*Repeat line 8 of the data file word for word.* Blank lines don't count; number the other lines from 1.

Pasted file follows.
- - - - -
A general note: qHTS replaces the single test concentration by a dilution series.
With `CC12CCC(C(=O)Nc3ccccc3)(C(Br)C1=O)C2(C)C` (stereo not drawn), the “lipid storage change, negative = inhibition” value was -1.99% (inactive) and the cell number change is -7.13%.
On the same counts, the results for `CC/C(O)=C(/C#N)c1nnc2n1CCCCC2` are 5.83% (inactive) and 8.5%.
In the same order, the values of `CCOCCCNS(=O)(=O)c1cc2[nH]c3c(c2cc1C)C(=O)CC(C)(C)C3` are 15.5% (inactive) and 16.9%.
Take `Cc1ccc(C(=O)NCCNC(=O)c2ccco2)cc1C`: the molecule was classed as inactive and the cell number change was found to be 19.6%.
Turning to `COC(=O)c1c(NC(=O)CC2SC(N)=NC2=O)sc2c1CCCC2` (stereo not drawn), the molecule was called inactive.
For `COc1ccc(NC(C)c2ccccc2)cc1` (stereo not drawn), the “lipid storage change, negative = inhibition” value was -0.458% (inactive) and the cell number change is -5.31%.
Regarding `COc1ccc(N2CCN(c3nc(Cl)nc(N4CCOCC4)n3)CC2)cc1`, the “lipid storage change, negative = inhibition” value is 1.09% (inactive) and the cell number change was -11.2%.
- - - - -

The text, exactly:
Regarding `COc1ccc(N2CCN(c3nc(Cl)nc(N4CCOCC4)n3)CC2)cc1`, the “lipid storage change, negative = inhibition” value is 1.09% (inactive) and the cell number change was -11.2%.